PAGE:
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My dad became a Rotarian a number of years after I left home for college. He threw himself into his work with the organization with his typical enthusiasm because he cared about his local community.  He could never be accused of indifference.  Eventually, he became the leader of his local chapter.  After he died, the district Rotary organization invited my sisters and me to attend the year’s annual awards meeting.  There, we accepted an honor for my dad, the “Service Above Self Award” for his district.  I first became aware at that meeting of the Four-Way Test that members of Rotary recite every time they gather.  I was so struck with it that I printed it out and taped it to the bottom of my computer, where I see it every day.

The Four-Way Test

Of the things we think, say or do

  1. Is it the TRUTH?
  2. Is it FAIR to all concerned?
  3. Will it build GOODWILL and BETTER FRIENDSHIPS?
  4. Will it be BENEFICIAL to all concerned?

This is an elegant, flexible guide to encourage the worthiest words in all interactions.  I notice, however, an underlying assumption: this is for people who WANT these things (i.e., truth, fairness, goodwill, and better friendships). Plenty of people in the world unfortunately don’t.

We have seen two vivid examples of this recently.

Dear Donald

The first was a simply-worded ad written by Josh Tetrick, the CEO and Founder of Hampton Creek (a company, you’ll note, that has the words “guided by reason, justice and fairness” right at the top of their Twitter header). The ad, entitled “Dear Donald,” appeared in the New York Times and the Plain Dealer, a local paper located in Cleveland. The Republican National Convention, of course, is going on there right now. You can read the ad in its entirety here. In the ad, Tetrick chides Trump for his disparagement of women and ethnic minorities. (I think it is probably safe to say that Donald Trump does not often consider his words based on the principles behind Rotary’s Four-Way Test.)

Americans are frustrated and angry and scared. You’ve channeled this into your nomination.

Americans are also good. We’re generous and courageous and kind. That’s what you’ve missed.

The short letter finishes with the basis of Tetrick’s objection to the Trump campaign: its underlying values:

Turning away from you is a way to say who we are.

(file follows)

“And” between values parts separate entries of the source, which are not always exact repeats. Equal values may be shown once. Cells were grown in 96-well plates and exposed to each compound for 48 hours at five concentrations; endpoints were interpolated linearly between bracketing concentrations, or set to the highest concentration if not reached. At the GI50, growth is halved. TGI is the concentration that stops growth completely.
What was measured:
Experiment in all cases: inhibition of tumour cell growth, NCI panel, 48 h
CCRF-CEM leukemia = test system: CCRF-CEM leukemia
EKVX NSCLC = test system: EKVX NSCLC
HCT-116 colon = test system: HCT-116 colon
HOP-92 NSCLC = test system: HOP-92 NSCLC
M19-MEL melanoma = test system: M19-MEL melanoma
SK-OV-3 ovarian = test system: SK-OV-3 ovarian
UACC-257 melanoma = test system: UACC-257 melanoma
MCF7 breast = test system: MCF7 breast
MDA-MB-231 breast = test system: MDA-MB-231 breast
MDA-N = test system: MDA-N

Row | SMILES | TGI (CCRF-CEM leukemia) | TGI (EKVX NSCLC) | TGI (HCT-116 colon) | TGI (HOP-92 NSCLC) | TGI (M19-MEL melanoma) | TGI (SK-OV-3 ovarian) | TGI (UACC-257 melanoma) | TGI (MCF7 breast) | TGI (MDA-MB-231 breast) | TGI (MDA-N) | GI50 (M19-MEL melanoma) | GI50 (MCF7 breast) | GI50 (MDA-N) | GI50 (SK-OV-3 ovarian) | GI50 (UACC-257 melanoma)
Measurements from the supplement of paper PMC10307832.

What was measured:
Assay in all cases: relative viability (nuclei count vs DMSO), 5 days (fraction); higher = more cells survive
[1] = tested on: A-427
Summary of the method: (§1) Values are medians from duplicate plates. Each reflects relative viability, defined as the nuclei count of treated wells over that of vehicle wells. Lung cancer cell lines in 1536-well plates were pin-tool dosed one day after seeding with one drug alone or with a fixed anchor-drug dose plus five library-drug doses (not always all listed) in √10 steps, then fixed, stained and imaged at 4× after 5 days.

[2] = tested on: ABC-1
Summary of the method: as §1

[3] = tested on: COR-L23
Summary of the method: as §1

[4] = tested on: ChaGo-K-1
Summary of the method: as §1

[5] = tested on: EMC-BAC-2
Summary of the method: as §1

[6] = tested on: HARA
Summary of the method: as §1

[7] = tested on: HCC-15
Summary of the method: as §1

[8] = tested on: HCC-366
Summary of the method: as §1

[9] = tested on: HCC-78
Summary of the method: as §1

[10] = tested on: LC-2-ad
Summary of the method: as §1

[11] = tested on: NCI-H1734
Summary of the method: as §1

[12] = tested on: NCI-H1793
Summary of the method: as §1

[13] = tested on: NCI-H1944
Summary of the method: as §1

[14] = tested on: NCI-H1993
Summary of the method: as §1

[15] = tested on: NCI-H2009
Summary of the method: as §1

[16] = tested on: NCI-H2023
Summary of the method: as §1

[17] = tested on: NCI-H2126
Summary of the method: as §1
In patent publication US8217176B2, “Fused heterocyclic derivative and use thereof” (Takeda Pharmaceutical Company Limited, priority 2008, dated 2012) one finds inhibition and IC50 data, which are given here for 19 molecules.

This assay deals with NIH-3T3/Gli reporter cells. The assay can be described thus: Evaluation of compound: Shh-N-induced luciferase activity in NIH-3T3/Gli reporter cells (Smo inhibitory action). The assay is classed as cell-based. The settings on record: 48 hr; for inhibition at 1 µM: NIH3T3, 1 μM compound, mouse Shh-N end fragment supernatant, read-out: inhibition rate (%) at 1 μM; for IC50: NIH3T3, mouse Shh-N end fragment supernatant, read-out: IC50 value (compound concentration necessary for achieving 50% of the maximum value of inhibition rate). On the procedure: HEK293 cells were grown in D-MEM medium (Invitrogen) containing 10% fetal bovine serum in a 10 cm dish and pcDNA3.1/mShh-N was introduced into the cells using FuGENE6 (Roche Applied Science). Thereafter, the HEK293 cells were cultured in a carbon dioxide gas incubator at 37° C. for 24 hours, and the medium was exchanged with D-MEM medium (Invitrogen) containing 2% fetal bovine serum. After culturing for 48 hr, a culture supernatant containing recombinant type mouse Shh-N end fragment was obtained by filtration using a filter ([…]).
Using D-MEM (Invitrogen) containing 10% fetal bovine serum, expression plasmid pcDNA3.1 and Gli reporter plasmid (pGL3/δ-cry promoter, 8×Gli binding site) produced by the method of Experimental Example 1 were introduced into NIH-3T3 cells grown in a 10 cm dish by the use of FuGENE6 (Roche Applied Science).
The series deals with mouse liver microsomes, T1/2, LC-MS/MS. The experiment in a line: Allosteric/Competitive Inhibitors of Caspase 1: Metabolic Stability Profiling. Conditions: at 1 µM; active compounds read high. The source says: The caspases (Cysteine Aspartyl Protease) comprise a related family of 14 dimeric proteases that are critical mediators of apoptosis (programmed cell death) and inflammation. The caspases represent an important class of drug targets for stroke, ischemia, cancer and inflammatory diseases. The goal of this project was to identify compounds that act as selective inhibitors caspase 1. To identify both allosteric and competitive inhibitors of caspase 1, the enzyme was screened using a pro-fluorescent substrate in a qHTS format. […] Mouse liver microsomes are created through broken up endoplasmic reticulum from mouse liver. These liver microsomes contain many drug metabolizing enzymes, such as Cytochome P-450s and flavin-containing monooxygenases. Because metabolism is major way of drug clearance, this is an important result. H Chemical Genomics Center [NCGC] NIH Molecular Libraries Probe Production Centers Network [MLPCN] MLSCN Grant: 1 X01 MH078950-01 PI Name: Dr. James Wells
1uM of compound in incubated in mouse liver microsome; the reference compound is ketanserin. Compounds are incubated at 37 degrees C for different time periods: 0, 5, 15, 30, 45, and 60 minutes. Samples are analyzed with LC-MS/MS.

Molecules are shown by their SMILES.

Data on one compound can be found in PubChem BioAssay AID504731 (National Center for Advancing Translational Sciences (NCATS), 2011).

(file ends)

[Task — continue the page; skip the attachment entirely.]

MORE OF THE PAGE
“His campaign doesn’t reflect basic American values,” Tetrick told CNNMoney. “We can disagree on a lot but there are certain things that everyone does agree with: You should respect women. Immigrants make this country better. We should be civil to each other. The KKK is a group that is the personification of evil. There are these basic things that we don’t need to argue about.” Interestingly enough Tetrick told CNN that the recent death of Elie Wiesel and a quote from his book, Night, was the big impetus for the ad campaign: “The opposite of love is not hate, it’s indifference.” Considering Trump’s words, Tetrick reasoned that he couldn’t remain indifferent; he had to speak out in opposition.

The ad has struck a chord with many Americans, with hundreds texting Tetrick to offer their reflections and reactions, based on their own experiences, and their thanks.

Twitter and @Lesdoggg

The other striking example of what Elie Wiesel was talking about occurred on Twitter.  Leslie Jones, the actress starring the new Ghostbusters film who tweets at @lesdoggg, had a distressing series of tweets directed at her by racists who seemed to determined to drive her from the internet.  Jones fought back, retweeting some of the worst abusive tweets and images sent to her to shame the senders.  She briefly decided to leave Twitter entirely, but eventually she logged back, determined not to let the haters drive her away.

The abuse she received definitely and rightly enraged Jones, but she also clearly understood the basis of the problem beyond her tormentors. She called out  Breitbart editor and social media provocateur Milo Yiannopoulos for his incitement of hate speech and separately took Twitter to task for its indifference to abuse on its platform.  Twitter suspended Yiannopoulus’ account roughly 24 hours later.

Twitter definitely has an abuse problem, and women and minorities bear the brunt of it.  Twitter needs to overcome its apparent corporate indifference. At the very least it needs to pay attention when even non-celebrities report receiving abuse on the site.

[Note: this blog post has been delayed for a good week by computer problems. I hope my shiny new Mac Plus Pro means that my blogging will now be able to resume a regular schedule.]